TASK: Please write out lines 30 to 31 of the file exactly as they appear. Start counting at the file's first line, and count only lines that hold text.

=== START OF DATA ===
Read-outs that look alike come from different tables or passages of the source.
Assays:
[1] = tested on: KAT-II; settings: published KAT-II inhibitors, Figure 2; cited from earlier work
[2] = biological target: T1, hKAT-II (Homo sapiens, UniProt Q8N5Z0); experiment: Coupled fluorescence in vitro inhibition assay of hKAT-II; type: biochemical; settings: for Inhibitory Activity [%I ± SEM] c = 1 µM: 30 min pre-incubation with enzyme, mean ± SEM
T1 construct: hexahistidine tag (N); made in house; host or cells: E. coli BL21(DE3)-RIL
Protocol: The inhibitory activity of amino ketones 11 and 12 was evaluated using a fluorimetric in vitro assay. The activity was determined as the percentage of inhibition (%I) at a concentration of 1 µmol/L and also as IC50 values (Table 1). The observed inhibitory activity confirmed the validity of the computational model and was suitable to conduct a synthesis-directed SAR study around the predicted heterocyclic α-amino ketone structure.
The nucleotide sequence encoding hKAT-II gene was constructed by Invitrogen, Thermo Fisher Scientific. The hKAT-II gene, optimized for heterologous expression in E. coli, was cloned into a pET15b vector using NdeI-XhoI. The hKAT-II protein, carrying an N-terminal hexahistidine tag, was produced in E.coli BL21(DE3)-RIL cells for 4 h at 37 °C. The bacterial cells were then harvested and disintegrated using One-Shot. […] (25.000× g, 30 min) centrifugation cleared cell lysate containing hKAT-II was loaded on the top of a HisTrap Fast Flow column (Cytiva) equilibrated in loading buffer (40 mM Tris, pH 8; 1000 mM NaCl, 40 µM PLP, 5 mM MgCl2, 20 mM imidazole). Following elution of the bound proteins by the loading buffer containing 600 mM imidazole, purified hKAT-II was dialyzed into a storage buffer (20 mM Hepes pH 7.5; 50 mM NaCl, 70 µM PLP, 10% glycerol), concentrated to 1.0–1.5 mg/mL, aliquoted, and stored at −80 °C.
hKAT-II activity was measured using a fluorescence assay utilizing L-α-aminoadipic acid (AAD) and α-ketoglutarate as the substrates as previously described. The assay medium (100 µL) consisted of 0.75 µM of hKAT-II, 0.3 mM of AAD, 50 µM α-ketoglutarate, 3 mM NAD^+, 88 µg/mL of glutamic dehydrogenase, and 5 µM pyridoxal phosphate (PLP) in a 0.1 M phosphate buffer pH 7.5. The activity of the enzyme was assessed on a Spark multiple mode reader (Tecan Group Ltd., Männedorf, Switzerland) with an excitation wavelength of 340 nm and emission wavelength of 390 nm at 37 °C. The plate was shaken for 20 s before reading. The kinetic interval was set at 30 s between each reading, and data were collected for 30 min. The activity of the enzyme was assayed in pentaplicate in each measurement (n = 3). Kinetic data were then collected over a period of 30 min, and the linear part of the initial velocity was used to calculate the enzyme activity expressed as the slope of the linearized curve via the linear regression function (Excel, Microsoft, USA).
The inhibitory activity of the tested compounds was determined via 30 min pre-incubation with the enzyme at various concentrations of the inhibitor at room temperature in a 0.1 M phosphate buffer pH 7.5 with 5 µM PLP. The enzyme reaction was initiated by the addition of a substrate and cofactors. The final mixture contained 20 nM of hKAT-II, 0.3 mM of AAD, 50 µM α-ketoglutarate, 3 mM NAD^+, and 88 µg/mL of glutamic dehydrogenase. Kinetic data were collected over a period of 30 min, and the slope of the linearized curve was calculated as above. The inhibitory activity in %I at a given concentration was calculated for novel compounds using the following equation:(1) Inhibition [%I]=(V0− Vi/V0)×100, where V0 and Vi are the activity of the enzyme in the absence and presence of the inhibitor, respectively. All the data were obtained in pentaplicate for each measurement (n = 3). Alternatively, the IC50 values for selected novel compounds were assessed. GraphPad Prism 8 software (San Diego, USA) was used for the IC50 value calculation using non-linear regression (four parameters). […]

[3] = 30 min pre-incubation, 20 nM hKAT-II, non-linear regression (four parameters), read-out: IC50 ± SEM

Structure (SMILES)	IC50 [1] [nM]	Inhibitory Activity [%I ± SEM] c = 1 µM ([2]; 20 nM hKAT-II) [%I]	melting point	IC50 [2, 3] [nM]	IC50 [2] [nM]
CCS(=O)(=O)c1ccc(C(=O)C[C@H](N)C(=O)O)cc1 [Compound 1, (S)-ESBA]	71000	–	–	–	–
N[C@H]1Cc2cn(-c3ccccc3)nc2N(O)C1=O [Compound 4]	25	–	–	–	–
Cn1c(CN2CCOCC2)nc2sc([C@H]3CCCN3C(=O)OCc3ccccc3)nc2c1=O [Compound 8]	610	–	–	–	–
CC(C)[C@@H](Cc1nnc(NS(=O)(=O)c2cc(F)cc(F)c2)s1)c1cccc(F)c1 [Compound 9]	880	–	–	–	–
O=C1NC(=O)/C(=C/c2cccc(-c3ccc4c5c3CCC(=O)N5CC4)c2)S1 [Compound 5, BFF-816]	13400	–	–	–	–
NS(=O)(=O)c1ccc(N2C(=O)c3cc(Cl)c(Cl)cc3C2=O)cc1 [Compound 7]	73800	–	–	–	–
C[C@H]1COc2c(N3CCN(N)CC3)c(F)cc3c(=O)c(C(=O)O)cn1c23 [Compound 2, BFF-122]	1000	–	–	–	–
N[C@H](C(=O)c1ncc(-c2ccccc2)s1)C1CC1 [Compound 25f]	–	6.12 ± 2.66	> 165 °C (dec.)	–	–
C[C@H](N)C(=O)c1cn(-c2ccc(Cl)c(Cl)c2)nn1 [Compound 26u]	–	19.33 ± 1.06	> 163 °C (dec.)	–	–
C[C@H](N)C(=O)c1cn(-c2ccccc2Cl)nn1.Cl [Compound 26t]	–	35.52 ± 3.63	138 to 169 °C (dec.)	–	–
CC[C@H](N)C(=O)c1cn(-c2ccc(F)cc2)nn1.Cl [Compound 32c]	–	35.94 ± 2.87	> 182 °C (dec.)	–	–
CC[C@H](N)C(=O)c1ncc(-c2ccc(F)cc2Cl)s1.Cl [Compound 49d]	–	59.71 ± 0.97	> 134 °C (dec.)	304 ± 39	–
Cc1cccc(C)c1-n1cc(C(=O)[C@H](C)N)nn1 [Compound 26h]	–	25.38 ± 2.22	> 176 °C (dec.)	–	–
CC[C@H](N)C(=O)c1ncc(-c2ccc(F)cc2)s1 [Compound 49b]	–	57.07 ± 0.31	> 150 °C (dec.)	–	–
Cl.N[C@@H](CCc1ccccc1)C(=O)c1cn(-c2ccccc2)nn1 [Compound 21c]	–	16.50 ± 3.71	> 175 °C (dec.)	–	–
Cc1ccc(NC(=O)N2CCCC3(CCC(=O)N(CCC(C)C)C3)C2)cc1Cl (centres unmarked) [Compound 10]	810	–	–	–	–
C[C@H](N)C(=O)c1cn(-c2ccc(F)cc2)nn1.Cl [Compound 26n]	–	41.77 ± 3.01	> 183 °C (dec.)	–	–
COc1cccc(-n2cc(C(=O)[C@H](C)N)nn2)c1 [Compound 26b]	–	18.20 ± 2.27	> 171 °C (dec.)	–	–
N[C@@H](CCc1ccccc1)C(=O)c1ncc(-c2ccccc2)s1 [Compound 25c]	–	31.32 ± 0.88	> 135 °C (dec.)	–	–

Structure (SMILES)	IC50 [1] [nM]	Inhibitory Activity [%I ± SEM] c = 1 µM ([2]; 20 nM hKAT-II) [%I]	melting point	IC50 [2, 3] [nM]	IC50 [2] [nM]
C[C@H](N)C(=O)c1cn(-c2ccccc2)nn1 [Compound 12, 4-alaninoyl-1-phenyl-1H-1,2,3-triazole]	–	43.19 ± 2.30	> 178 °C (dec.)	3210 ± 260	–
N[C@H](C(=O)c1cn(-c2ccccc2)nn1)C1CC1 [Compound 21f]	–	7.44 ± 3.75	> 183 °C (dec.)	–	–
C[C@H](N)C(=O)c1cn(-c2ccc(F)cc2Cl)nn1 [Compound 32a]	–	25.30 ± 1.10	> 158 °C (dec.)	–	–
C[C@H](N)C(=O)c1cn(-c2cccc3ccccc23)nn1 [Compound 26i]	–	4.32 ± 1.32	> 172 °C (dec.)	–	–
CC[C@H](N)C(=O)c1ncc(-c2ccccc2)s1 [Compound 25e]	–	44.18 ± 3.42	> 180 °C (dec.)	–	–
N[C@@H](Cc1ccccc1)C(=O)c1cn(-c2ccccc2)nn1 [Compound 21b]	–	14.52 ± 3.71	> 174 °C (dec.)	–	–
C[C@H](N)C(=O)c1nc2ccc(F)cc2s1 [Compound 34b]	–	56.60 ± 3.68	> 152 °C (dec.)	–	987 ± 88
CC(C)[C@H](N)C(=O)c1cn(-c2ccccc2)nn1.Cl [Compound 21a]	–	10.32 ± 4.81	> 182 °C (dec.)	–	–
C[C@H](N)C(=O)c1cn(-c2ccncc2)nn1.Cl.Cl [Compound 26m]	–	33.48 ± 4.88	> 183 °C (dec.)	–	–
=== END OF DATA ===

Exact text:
N[C@@H](CCc1ccccc1)C(=O)c1ncc(-c2ccccc2)s1 [Compound 25c]	–	31.32 ± 0.88	> 135 °C (dec.)	–	–

Structure (SMILES)	IC50 [1] [nM]	Inhibitory Activity [%I ± SEM] c = 1 µM ([2]; 20 nM hKAT-II) [%I]	melting point	IC50 [2, 3] [nM]	IC50 [2] [nM]